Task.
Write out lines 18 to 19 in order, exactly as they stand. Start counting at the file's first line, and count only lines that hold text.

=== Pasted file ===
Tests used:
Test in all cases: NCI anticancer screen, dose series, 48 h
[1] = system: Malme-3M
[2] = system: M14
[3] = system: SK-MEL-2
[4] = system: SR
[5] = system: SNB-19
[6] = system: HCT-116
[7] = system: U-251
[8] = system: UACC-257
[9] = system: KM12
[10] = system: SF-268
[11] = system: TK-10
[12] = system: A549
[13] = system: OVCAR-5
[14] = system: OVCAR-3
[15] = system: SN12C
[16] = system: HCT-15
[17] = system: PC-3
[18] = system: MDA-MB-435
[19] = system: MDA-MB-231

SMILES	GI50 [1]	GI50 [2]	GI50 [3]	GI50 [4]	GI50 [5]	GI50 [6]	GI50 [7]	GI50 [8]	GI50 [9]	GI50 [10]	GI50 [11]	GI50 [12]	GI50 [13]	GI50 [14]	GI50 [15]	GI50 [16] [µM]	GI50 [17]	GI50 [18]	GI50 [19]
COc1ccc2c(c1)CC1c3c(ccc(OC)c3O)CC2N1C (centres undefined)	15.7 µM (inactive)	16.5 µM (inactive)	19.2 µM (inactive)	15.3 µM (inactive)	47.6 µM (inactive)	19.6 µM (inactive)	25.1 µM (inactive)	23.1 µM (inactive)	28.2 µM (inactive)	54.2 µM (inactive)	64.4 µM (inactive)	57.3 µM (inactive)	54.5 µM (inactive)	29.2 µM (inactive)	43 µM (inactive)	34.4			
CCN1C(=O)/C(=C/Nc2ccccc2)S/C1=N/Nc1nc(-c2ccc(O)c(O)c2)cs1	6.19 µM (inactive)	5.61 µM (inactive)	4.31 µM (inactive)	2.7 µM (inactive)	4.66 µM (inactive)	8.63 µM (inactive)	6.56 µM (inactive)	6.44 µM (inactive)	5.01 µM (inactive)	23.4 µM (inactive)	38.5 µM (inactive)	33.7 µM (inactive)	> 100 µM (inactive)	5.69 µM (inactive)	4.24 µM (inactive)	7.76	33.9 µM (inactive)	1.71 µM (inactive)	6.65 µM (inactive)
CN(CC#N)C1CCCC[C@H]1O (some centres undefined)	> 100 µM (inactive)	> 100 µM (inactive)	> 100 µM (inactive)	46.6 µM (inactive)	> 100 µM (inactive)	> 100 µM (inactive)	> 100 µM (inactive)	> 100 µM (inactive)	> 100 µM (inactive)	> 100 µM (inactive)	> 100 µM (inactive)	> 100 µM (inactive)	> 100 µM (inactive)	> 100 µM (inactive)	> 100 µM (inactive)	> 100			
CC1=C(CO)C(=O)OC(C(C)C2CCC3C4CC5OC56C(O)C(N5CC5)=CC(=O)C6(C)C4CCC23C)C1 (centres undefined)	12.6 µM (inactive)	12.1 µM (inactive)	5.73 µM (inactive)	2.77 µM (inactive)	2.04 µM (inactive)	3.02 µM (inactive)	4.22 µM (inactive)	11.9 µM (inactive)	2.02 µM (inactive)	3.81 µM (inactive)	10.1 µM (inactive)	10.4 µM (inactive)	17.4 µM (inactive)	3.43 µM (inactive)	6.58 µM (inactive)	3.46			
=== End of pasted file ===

[16] = system: HCT-15
[17] = system: PC-3